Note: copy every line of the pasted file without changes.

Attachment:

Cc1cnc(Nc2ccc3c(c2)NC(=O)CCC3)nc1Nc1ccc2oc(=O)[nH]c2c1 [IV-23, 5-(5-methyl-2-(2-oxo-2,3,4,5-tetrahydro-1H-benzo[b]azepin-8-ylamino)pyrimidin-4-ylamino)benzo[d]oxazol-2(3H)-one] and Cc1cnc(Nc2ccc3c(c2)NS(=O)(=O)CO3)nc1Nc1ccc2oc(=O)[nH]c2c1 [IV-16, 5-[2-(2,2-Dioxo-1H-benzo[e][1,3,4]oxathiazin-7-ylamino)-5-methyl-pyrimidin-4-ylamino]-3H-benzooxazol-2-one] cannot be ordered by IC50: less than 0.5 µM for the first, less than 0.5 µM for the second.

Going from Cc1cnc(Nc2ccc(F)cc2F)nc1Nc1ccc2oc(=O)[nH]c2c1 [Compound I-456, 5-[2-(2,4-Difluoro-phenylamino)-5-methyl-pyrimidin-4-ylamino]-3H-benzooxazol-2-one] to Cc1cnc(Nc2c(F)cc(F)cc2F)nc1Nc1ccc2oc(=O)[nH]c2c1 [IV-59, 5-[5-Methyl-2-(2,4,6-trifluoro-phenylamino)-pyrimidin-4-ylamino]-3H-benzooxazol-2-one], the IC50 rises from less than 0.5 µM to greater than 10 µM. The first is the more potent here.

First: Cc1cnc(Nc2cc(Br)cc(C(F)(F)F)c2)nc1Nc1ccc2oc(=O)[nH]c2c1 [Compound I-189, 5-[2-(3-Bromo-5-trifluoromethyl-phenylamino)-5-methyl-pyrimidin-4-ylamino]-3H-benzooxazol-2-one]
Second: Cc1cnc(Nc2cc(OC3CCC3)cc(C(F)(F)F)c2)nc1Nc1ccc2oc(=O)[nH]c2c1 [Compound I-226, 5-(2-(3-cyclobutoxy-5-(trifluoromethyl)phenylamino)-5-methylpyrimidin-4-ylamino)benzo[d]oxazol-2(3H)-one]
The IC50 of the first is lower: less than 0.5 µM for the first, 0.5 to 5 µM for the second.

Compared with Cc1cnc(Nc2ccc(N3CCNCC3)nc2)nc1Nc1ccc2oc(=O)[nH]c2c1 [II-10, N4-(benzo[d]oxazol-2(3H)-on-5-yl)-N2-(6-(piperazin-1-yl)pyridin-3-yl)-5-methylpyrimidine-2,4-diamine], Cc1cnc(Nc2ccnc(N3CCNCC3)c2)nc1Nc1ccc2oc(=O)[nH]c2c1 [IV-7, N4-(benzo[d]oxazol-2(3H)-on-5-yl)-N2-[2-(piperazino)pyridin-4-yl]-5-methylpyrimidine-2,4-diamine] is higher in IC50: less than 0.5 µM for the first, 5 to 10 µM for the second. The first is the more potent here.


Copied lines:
Cc1cnc(Nc2ccc3c(c2)NC(=O)CCC3)nc1Nc1ccc2oc(=O)[nH]c2c1 [IV-23, 5-(5-methyl-2-(2-oxo-2,3,4,5-tetrahydro-1H-benzo[b]azepin-8-ylamino)pyrimidin-4-ylamino)benzo[d]oxazol-2(3H)-one] and Cc1cnc(Nc2ccc3c(c2)NS(=O)(=O)CO3)nc1Nc1ccc2oc(=O)[nH]c2c1 [IV-16, 5-[2-(2,2-Dioxo-1H-benzo[e][1,3,4]oxathiazin-7-ylamino)-5-methyl-pyrimidin-4-ylamino]-3H-benzooxazol-2-one] cannot be ordered by IC50: less than 0.5 µM for the first, less than 0.5 µM for the second.

Going from Cc1cnc(Nc2ccc(F)cc2F)nc1Nc1ccc2oc(=O)[nH]c2c1 [Compound I-456, 5-[2-(2,4-Difluoro-phenylamino)-5-methyl-pyrimidin-4-ylamino]-3H-benzooxazol-2-one] to Cc1cnc(Nc2c(F)cc(F)cc2F)nc1Nc1ccc2oc(=O)[nH]c2c1 [IV-59, 5-[5-Methyl-2-(2,4,6-trifluoro-phenylamino)-pyrimidin-4-ylamino]-3H-benzooxazol-2-one], the IC50 rises from less than 0.5 µM to greater than 10 µM. The first is the more potent here.

First: Cc1cnc(Nc2cc(Br)cc(C(F)(F)F)c2)nc1Nc1ccc2oc(=O)[nH]c2c1 [Compound I-189, 5-[2-(3-Bromo-5-trifluoromethyl-phenylamino)-5-methyl-pyrimidin-4-ylamino]-3H-benzooxazol-2-one]
Second: Cc1cnc(Nc2cc(OC3CCC3)cc(C(F)(F)F)c2)nc1Nc1ccc2oc(=O)[nH]c2c1 [Compound I-226, 5-(2-(3-cyclobutoxy-5-(trifluoromethyl)phenylamino)-5-methylpyrimidin-4-ylamino)benzo[d]oxazol-2(3H)-one]
The IC50 of the first is lower: less than 0.5 µM for the first, 0.5 to 5 µM for the second.

Compared with Cc1cnc(Nc2ccc(N3CCNCC3)nc2)nc1Nc1ccc2oc(=O)[nH]c2c1 [II-10, N4-(benzo[d]oxazol-2(3H)-on-5-yl)-N2-(6-(piperazin-1-yl)pyridin-3-yl)-5-methylpyrimidine-2,4-diamine], Cc1cnc(Nc2ccnc(N3CCNCC3)c2)nc1Nc1ccc2oc(=O)[nH]c2c1 [IV-7, N4-(benzo[d]oxazol-2(3H)-on-5-yl)-N2-[2-(piperazino)pyridin-4-yl]-5-methylpyrimidine-2,4-diamine] is higher in IC50: less than 0.5 µM for the first, 5 to 10 µM for the second. The first is the more potent here.